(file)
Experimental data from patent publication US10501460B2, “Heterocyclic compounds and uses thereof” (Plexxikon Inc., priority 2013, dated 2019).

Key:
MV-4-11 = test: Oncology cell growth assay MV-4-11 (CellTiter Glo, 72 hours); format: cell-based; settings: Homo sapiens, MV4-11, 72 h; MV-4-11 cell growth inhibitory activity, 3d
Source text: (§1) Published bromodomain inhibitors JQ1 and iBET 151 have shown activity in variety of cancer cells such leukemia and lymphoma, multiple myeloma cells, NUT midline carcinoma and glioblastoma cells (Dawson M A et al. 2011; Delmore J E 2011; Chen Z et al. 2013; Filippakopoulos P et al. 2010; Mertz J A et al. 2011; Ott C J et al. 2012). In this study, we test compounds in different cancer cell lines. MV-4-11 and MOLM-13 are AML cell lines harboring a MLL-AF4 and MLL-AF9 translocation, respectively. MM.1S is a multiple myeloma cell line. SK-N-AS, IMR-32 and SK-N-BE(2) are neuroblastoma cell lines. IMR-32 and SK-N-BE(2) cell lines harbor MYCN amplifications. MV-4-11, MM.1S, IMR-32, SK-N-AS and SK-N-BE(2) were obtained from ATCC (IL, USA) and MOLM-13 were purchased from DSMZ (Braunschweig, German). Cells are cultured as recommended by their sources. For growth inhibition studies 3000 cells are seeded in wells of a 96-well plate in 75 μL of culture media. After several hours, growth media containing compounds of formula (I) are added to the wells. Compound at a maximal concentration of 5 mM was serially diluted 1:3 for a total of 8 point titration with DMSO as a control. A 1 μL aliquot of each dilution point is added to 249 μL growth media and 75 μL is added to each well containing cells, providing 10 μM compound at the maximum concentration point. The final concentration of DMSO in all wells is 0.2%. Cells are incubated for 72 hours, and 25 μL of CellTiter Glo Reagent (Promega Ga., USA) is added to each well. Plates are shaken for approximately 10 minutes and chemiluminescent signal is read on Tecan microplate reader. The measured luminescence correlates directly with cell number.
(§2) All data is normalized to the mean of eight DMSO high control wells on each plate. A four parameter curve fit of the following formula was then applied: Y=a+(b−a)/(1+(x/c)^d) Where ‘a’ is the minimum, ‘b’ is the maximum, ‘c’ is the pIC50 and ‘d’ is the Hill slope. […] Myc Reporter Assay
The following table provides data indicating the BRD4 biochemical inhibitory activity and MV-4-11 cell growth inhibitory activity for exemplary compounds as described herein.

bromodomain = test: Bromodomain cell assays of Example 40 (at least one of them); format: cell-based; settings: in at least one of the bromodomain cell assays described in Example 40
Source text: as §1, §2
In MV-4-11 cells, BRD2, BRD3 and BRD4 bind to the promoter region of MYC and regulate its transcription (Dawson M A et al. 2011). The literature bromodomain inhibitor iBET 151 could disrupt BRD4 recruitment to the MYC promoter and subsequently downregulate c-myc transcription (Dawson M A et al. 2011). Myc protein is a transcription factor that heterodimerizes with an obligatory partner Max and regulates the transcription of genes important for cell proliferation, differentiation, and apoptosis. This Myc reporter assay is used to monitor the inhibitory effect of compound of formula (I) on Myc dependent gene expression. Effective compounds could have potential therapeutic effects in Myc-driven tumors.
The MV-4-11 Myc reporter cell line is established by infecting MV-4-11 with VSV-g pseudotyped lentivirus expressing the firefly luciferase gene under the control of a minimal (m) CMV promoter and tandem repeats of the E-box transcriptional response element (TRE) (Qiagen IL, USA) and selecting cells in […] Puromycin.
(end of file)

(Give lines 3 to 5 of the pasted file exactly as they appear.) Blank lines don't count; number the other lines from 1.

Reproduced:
MV-4-11 = test: Oncology cell growth assay MV-4-11 (CellTiter Glo, 72 hours); format: cell-based; settings: Homo sapiens, MV4-11, 72 h; MV-4-11 cell growth inhibitory activity, 3d
Source text: (§1) Published bromodomain inhibitors JQ1 and iBET 151 have shown activity in variety of cancer cells such leukemia and lymphoma, multiple myeloma cells, NUT midline carcinoma and glioblastoma cells (Dawson M A et al. 2011; Delmore J E 2011; Chen Z et al. 2013; Filippakopoulos P et al. 2010; Mertz J A et al. 2011; Ott C J et al. 2012). In this study, we test compounds in different cancer cell lines. MV-4-11 and MOLM-13 are AML cell lines harboring a MLL-AF4 and MLL-AF9 translocation, respectively. MM.1S is a multiple myeloma cell line. SK-N-AS, IMR-32 and SK-N-BE(2) are neuroblastoma cell lines. IMR-32 and SK-N-BE(2) cell lines harbor MYCN amplifications. MV-4-11, MM.1S, IMR-32, SK-N-AS and SK-N-BE(2) were obtained from ATCC (IL, USA) and MOLM-13 were purchased from DSMZ (Braunschweig, German). Cells are cultured as recommended by their sources. For growth inhibition studies 3000 cells are seeded in wells of a 96-well plate in 75 μL of culture media. After several hours, growth media containing compounds of formula (I) are added to the wells. Compound at a maximal concentration of 5 mM was serially diluted 1:3 for a total of 8 point titration with DMSO as a control. A 1 μL aliquot of each dilution point is added to 249 μL growth media and 75 μL is added to each well containing cells, providing 10 μM compound at the maximum concentration point. The final concentration of DMSO in all wells is 0.2%. Cells are incubated for 72 hours, and 25 μL of CellTiter Glo Reagent (Promega Ga., USA) is added to each well. Plates are shaken for approximately 10 minutes and chemiluminescent signal is read on Tecan microplate reader. The measured luminescence correlates directly with cell number.
(§2) All data is normalized to the mean of eight DMSO high control wells on each plate. A four parameter curve fit of the following formula was then applied: Y=a+(b−a)/(1+(x/c)^d) Where ‘a’ is the minimum, ‘b’ is the maximum, ‘c’ is the pIC50 and ‘d’ is the Hill slope. […] Myc Reporter Assay